Home Away from Home

How do you stay connected when you are separated from your child because of travel?

Many of us travel for our jobs. My husband and I have worked hard to minimize our travel schedule, but there continues to be times when we need to be away. Being away from a few days is relatively easy for our kids to handle. It becomes more difficult when one of us is gone for longer periods of time.  It doesn’t happen often, but when it does it stinks!

Applications like Skype and FaceTime have made it easier to communicate and ‘see’ each other, but can be somewhat disappointing when you don’t have very interesting information to share: nothing particularly exciting or unique happened during the day and everyone is fine, or have limited time to talk.  When discussing this issue with some friends one, whose spouse also travels quite a bit, shared that when she or her husband travel they found that sharing pictures or making video messages went a long way with the kids. I thought it was a great idea, so our family decided to give it a try. Instead of sending a standard “Hi, Dad. How are you? We love and miss you” message, we decided to get creative. We’ve come up with various silly ways to stay connected when one of us is away. We sing songs to each other, put on short skits or Lego-inspired plays…the kids have lots of good ideas. It’s all about what they think will be fun or interesting to do. It’s been fun to make the videos, and helped us all feel more connected even though we are miles apart.

What’s helped you feel most connected to your child or spouse when you’re away on travel?

Getting over Business Trip Guilt

Do you have a job that requires you to travel? I do.

I used to love business travel. Seeing new cities, experiencing new places and sights. It seemed so glamorous, so exciting, so adventurous, and so important. Once I had my children, business travel became less attractive, mainly because of the guilt I’ve felt every time I leave them.

It took me several years, but I finally realized the guilt I felt over being away on business wasn’t as much about the kids as it was about the responsibilities I was passing on to my husband while I was away. When I’m away, he becomes a single parent. He has to get everyone up in the morning, and put them to bed at night, he’ has to get them fed and dressed, he had to drop them off and pick them up from school, and then get himself to work. The guilt was all consuming prior to and during each trip. My priorities of family and work clashed, and I couldn’t get them to equalize. The reality is my family is my number one priority and always will be. My job helps provide for my family and gives me an opportunity to contribute in a meaningful way. It also requires me to travel from time to time.  I thought by preparing as much as I could prior to going away, and fretting over the extra burden I was putting on him, I was somehow making up for my upcoming absence. The reality is, in a relationship, or more importantly a partnership, one person doesn’t bear more of the burden than the other, they share in the responsibility. Occasionally they will need to pick up the slack when the other is absent. What I didn’t realize was the stress I was feeling over my upcoming travel was affecting more than just me. It was impacting my husband too. Thankfully a third party helped enlighten me to think of the situation in a different way.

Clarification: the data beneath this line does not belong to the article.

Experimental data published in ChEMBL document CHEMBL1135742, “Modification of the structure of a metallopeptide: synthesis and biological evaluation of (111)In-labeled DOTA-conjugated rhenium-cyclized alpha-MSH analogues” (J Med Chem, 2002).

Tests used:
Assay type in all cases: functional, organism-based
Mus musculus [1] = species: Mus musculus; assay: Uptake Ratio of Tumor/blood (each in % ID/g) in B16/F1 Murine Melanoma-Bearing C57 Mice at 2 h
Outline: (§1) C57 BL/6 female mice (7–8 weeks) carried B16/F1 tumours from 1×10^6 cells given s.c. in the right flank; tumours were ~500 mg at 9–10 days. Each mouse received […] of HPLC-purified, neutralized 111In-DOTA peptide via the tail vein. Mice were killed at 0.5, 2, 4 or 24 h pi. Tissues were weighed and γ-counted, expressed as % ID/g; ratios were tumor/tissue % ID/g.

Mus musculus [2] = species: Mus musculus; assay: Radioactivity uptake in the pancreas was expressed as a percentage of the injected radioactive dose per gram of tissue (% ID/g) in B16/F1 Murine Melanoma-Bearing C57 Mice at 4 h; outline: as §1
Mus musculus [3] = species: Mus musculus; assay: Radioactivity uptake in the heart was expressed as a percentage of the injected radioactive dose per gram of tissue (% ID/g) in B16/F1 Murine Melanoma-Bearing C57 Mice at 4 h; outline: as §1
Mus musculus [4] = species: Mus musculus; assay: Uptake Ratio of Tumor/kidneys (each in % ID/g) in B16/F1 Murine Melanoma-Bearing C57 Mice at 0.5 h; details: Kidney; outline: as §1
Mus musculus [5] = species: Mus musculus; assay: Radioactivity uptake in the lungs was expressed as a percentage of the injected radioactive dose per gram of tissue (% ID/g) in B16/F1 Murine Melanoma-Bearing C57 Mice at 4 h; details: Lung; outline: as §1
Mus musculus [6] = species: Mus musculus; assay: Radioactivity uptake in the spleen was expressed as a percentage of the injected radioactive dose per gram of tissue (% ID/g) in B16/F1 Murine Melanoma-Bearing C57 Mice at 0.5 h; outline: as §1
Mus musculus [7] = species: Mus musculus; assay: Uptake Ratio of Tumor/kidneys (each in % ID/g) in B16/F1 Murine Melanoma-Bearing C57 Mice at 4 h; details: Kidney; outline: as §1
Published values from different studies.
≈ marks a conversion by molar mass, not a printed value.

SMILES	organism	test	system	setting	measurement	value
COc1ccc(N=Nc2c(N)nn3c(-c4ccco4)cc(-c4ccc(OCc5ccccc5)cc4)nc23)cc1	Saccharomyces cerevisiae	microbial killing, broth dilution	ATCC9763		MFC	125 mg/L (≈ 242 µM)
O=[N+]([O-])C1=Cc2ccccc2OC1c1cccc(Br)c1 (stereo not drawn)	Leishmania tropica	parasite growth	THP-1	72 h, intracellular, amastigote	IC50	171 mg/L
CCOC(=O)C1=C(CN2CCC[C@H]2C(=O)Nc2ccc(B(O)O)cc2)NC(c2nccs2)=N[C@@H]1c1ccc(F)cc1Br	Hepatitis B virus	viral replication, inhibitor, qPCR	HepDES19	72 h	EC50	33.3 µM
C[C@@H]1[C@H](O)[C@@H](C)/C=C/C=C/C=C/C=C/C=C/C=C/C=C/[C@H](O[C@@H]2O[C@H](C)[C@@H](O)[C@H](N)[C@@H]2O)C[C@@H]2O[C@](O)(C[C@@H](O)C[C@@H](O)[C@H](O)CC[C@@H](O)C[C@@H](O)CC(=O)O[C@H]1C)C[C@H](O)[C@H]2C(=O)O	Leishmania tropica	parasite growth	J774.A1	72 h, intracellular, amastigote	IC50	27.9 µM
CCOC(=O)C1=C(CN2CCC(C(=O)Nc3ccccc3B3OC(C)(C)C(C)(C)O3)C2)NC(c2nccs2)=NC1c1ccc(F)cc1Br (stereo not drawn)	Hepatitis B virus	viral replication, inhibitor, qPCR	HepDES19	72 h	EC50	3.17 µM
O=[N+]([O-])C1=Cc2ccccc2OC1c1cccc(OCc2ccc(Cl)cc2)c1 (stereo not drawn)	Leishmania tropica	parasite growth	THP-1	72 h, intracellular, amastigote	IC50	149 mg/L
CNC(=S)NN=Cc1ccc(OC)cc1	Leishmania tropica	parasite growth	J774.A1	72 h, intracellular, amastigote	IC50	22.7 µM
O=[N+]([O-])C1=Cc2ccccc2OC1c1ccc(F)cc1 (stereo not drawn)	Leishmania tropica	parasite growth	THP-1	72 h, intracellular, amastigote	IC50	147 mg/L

My husband is a very capable father, and when I’m away, he has an opportunity to have our sons all to himself. While I’m away, they could do different things, like going to a new restaurant or playing a fun activity, outside our normal routine. I need to take advantage of travel too. I get some needed alone time and have an opportunity to learn and connect with others, things that are very energizing for me.

I know we appreciate each other a little more upon my return. When I recently shared with my sons that I would be leaving for a trip I was surprised to hear how excited they were by the prospect of me leaving. “Oh, Mom, can you bring us back something?” my oldest son asked. “Yes,” chimed in my youngest, “will you bring us back something, please?” I had to smile. It reminded me of my own childhood when I anxiously awaiting my father returning from his business travels bringing something small, like a Hostess Fruit Pie or a pencil he picked up along the way.  It was more symbolic than anything, it reminded my sisters and I that he’d been thinking about us while he was away and we’d been thinking about him too.

I now understand guilt doesn’t help my husband or I when I travel. Travel creates an opportunity for us to appreciate what we have when we are together and apart. Its our chance to do something different and enjoy each other more when we reunite. Thankfully my travel is infrequent, or my guilt might be tested again. But even if that work requires more travel in the future, my husband and I will make decisions together on how to make it easier for each other to get through the situation. After all, it isn’t just one of our burdens to bear.